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Nobel laureate Nadia Muran to receive Spendlove Prize

Nadia Muran
Nadia Muran

Human rights activist and Nobel Peace Prize recipient Nadia Murad will be honored with the Spendlove Prize during a UC Merced virtual ceremony on Nov. 3.

Murad has been selected as the 14th recipient of the Alice and Clifford Spendlove Prize in Social Justice, Diplomacy and Tolerance. The 2018 Nobel Peace Prize recipient will be honored during a virtual ceremony on Nov. 3.

Murad is an advocate for survivors of genocide and sexual violence. Her New York Times bestselling memoir “The Last Girl: My Story of Captivity, and My Fight Against the Islamic State” provides a harrowing account of the genocide against the Yazidi ethno-religious minority in Iraq and Murad’s imprisonment by the Islamic State.

Merced native Sherrie Spendlove, who in 2005 established the Spendlove Prize in honor of her parents, Alice and Clifford, identified some of the atrocities Murad and her community experienced.

“One of the greatest injustices that exist is that innocent women and children bear the backlash of the violence of any war or armed conflict,” she said. “Nadia Murad, a young Yazidi woman from northern Iraq, experienced this travesty of justice. In August 2014, ISIS committed genocide against her people, her entire village and her family. They also kidnapped very young female children along with Nadia and her sisters for the purpose of sex trafficking.”

After escaping captivity, Murad began speaking out on behalf of her community. Murad is the founder and president of Nadia’s Initiative, a nonprofit dedicated to rebuilding communities in crisis and advocating for survivors of sexual violence. Nadia’s Initiative’s current work is focused on the sustainable redevelopment of the Yazidi homeland in Sinjar, Iraq, and pursuing holistic justice for survivors of ISIS atrocities.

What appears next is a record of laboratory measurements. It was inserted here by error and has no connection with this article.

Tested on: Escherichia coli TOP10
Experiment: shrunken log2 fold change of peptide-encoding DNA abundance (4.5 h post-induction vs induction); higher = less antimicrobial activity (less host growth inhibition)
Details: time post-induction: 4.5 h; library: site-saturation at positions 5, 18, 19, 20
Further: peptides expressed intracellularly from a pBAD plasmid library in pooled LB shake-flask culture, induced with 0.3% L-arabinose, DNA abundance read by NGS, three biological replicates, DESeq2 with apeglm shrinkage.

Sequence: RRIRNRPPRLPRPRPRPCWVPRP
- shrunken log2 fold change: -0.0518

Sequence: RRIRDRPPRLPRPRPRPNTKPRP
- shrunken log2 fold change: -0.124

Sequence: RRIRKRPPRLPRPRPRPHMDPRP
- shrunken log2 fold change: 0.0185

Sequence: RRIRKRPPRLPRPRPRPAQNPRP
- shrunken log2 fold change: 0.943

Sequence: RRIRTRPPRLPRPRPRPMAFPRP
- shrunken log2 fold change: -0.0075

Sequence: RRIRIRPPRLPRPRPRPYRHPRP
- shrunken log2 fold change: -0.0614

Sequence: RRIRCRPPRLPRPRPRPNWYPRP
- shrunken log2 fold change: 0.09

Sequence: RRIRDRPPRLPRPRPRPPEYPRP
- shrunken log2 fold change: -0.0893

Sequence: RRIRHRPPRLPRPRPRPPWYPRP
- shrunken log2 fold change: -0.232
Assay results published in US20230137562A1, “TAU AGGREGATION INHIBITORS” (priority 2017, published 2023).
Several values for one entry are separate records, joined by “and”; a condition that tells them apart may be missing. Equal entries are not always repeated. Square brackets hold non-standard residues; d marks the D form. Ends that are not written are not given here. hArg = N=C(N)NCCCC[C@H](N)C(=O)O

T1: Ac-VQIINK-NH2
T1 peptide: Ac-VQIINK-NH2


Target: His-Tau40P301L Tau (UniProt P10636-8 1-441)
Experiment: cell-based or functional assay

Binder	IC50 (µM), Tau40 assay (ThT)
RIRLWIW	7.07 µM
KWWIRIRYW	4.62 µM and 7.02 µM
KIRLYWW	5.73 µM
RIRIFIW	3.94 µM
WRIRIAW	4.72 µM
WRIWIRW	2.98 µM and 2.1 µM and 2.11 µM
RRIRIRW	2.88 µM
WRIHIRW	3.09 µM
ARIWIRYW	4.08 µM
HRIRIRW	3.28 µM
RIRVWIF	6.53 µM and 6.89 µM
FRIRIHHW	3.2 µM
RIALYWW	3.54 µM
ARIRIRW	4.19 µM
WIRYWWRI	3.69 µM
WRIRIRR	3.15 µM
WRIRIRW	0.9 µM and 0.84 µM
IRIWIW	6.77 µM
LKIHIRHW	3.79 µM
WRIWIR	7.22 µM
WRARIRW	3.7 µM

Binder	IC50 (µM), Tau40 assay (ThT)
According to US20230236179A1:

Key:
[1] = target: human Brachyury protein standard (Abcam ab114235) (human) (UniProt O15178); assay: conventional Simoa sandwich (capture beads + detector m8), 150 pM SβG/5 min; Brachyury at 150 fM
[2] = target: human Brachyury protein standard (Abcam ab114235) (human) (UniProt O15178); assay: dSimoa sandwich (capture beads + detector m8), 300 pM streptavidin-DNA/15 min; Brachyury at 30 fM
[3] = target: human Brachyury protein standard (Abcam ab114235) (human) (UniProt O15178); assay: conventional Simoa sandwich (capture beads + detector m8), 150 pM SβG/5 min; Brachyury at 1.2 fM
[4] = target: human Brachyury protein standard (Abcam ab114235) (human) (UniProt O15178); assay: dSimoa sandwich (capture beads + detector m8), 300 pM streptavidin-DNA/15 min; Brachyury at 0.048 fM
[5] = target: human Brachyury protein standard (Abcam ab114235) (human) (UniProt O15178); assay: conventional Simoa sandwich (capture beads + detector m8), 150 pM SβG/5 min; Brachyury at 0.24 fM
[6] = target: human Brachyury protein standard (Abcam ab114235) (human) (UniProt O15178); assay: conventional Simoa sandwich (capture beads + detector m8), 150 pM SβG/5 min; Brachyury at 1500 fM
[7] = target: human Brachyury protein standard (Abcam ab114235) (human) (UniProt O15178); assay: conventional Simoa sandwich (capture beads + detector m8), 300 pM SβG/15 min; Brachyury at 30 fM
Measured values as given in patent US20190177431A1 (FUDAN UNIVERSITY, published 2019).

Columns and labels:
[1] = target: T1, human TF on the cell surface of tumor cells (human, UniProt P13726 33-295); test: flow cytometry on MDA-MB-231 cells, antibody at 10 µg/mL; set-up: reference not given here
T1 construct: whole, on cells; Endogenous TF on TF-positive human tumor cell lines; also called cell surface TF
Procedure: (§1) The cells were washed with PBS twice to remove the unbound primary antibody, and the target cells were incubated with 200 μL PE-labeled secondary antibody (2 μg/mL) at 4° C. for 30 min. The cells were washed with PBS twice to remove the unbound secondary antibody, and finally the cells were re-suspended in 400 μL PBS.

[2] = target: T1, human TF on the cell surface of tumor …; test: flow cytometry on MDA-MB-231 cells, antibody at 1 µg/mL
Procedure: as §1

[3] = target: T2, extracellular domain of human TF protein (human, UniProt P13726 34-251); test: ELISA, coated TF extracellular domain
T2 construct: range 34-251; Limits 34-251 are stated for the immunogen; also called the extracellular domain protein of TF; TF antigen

Much of Murad’s advocacy work is focused on meeting with global leaders to raise awareness of the genocide against the Yazidi people and the systemic use of sexual violence as a weapon of war. She and her team have advocated for legislation that protects and promotes women’s rights, as well as drafted and advocated for the passage of resolutions to expand the United Nation’s commitments to end sexual violence in conflict.

In 2016, Murad became the first UN Goodwill Ambassador for the Dignity of Human Trafficking. She was also awarded the Council of Europe Václav Havel Human Rights Prize and Sakharov Prize for Freedom of Thought. Two years later, Murad won the Nobel Peace Prize with Dr. Denis Mukwege. Murad was appointed as a UN Sustainable Development Goals Advocate in 2019.

“The Spendlove Prize supports Nadia’s righteous quest to bring ISIS to the International Court of Justice for their egregious crimes against humanity and her life’s work to help other survivors of genocide and human sex trafficking to heal and rebuild their communities through her program Nadia’s Initiative,” Spendlove said.

“We are delighted to have Nadia Murad join the growing number of recipients of the Spendlove Prize,” School of Social Sciences, Humanities and Arts Dean Jeffrey Gilger said. “Alice and Clifford Spendlove focused their careers on improving the lives of others — something that Nadia is working tirelessly to accomplish as well.”

The award, made possible by a generous gift from Spendlove, recognizes a renowned scholar, author, artist or citizen who exemplifies, in their work, the delivery of social

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